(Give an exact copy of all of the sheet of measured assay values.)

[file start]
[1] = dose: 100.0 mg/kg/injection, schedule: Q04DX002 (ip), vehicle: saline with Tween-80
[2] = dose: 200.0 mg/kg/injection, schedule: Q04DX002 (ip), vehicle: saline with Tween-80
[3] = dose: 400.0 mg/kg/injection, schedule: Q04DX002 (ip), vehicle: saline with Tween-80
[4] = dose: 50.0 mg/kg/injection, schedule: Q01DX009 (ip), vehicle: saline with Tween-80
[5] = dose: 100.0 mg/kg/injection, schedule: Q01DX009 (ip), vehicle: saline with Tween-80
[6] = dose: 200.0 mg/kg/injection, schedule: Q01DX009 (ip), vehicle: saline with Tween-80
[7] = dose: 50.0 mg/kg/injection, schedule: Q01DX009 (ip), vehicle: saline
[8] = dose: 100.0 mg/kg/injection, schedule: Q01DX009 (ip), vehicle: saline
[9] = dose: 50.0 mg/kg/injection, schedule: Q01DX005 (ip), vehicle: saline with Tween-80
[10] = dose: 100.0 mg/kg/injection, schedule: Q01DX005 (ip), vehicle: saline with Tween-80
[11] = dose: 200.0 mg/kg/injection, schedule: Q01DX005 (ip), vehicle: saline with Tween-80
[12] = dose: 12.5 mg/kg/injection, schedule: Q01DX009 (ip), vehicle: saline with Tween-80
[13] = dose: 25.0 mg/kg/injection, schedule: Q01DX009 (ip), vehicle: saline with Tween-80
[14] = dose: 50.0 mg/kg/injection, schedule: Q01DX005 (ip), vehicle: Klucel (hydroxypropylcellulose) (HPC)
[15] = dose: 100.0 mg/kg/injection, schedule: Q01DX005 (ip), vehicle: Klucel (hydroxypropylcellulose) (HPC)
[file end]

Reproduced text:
[1] = dose: 100.0 mg/kg/injection, schedule: Q04DX002 (ip), vehicle: saline with Tween-80
[2] = dose: 200.0 mg/kg/injection, schedule: Q04DX002 (ip), vehicle: saline with Tween-80
[3] = dose: 400.0 mg/kg/injection, schedule: Q04DX002 (ip), vehicle: saline with Tween-80
[4] = dose: 50.0 mg/kg/injection, schedule: Q01DX009 (ip), vehicle: saline with Tween-80
[5] = dose: 100.0 mg/kg/injection, schedule: Q01DX009 (ip), vehicle: saline with Tween-80
[6] = dose: 200.0 mg/kg/injection, schedule: Q01DX009 (ip), vehicle: saline with Tween-80
[7] = dose: 50.0 mg/kg/injection, schedule: Q01DX009 (ip), vehicle: saline
[8] = dose: 100.0 mg/kg/injection, schedule: Q01DX009 (ip), vehicle: saline
[9] = dose: 50.0 mg/kg/injection, schedule: Q01DX005 (ip), vehicle: saline with Tween-80
[10] = dose: 100.0 mg/kg/injection, schedule: Q01DX005 (ip), vehicle: saline with Tween-80
[11] = dose: 200.0 mg/kg/injection, schedule: Q01DX005 (ip), vehicle: saline with Tween-80
[12] = dose: 12.5 mg/kg/injection, schedule: Q01DX009 (ip), vehicle: saline with Tween-80
[13] = dose: 25.0 mg/kg/injection, schedule: Q01DX009 (ip), vehicle: saline with Tween-80
[14] = dose: 50.0 mg/kg/injection, schedule: Q01DX005 (ip), vehicle: Klucel (hydroxypropylcellulose) (HPC)
[15] = dose: 100.0 mg/kg/injection, schedule: Q01DX005 (ip), vehicle: Klucel (hydroxypropylcellulose) (HPC)